Good morning. Showers are coming today, but enjoy the temperatures until then.
Part 2 of The Washington Post’s investigation into the federal mismanagement of its affordable housing programs focuses on the District . (There’s a live chat at 1 p.m. today)
It takes a decade to build a supermarket in one Washington neighborhood, which leaves the Cathedral/Cleveland Park neighborhood with a 1950s-era grocery store. Then there’s the Safeway in Tenleytown, known as the Secret Safeway for its hidden location, which is going to be part of a big mixed use development.
Three students from Montgomery County, Md. were killed in a single-car crash early Sunday after their car hit a tree. The driver, who left the scene, was found three hours later and arrested.
DMV neighborhoods are still segregated, although often by class and socioeconomics rather than solely by race. But individuals can bridge the divide, as did these two young men, boyhood pals, who have written a book together.
You probably read the alarming story in Sunday’s paper of the Virginia teacher struggling to recover his life after being falsely accused of molestation. There’s more to the story, including readers’ reaction, at the State of NoVa blog. There also will be an online chat with Sean Lanigan today.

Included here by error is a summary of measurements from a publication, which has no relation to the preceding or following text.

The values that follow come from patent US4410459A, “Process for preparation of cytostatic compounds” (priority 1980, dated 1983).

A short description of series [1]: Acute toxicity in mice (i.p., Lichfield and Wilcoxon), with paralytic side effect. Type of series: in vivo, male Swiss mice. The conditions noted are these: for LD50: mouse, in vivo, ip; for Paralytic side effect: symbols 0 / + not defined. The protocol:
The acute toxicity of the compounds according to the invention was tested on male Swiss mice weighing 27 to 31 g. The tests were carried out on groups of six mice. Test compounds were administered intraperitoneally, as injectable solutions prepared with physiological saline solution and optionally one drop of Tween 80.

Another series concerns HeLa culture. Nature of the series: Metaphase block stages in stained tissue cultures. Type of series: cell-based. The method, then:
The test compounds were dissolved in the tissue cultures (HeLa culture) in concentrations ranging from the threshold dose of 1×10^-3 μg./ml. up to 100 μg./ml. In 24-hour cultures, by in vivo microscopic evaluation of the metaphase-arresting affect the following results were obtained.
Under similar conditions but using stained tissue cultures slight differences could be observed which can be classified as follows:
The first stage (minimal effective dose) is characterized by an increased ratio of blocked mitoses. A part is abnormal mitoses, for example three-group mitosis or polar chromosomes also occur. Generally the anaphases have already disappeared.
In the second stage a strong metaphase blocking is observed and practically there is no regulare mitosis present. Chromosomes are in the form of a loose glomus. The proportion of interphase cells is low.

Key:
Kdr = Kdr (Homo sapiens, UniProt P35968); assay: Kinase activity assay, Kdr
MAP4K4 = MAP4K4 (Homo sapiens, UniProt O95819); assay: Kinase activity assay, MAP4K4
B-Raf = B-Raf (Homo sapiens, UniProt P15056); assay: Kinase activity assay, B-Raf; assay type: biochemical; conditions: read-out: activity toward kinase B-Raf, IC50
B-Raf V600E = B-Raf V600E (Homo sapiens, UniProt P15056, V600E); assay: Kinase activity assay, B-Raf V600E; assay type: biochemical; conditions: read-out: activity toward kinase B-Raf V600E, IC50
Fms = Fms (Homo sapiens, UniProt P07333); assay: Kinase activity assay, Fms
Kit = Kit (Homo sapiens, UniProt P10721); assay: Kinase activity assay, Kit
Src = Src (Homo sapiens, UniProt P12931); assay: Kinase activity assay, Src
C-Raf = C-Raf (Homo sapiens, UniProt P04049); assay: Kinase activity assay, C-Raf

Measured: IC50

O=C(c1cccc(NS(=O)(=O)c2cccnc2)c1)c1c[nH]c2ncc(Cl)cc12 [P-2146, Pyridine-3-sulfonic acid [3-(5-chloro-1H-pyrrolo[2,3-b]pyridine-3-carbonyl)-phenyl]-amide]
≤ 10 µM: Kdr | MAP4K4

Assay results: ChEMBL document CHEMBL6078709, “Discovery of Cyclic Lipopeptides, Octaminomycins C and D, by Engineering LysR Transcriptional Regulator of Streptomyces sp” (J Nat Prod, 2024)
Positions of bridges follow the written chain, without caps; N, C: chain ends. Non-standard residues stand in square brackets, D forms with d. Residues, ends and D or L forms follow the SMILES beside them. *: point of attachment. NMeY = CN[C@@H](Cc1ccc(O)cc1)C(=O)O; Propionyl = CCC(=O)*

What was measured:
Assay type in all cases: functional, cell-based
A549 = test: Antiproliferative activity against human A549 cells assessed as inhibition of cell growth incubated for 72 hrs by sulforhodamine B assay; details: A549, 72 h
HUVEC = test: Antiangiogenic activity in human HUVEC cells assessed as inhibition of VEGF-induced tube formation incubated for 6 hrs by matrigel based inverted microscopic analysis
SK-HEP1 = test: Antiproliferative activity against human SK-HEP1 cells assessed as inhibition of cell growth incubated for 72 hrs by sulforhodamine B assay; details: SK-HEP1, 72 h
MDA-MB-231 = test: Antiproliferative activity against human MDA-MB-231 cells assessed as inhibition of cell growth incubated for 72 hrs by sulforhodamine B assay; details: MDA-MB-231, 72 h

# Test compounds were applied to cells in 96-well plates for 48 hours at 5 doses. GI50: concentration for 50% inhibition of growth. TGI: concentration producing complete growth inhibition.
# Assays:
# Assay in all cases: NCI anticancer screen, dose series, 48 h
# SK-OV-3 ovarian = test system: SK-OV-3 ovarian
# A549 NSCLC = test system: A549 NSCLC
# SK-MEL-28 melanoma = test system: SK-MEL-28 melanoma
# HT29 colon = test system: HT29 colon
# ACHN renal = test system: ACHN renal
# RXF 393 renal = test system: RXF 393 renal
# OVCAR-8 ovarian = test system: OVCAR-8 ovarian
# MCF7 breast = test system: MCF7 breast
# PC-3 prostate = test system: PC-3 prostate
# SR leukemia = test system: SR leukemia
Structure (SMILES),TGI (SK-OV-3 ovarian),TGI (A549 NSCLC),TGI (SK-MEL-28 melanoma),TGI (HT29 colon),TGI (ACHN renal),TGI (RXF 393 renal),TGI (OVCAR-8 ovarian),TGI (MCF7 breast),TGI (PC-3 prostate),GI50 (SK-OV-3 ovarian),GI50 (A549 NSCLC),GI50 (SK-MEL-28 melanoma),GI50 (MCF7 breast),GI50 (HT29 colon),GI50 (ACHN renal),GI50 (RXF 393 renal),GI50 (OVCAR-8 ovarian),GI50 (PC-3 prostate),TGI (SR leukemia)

Capital Business stories: Wachovia bank signs will disappear by August, to be replaced by the famous (in the West) stagecoach logo of Wells Fargo. How to seek an angel investor for startups in search of funding. Government contractors are pushing back against a draft executive order that could force them to disclose their donations to groups that engage in political activities.
The spring shad run is about to start in our region, but environmentalists warn that it’s not guaranteed to last forever. The silvery shad that Native Americans used to teach European settlers how to fertilize crops, and which helped feed George Washington’s Continental Army, and which provide food to eagles and otters, have started to disappear in alarming numbers. The culprit appears to be four giant dams.
It’s almost intern season, and there will be no shortage of fresh-faced, neatly pressed newbies to Washington. Here are five myths about the Washington intern that we debunk.
If you’re just trying to keep up with those relentlessly energetic newbies, or if you’re a newbie trying to cram all knowledge into your head before day’s end, there’s no better place for news of the Washington area than PostLocal.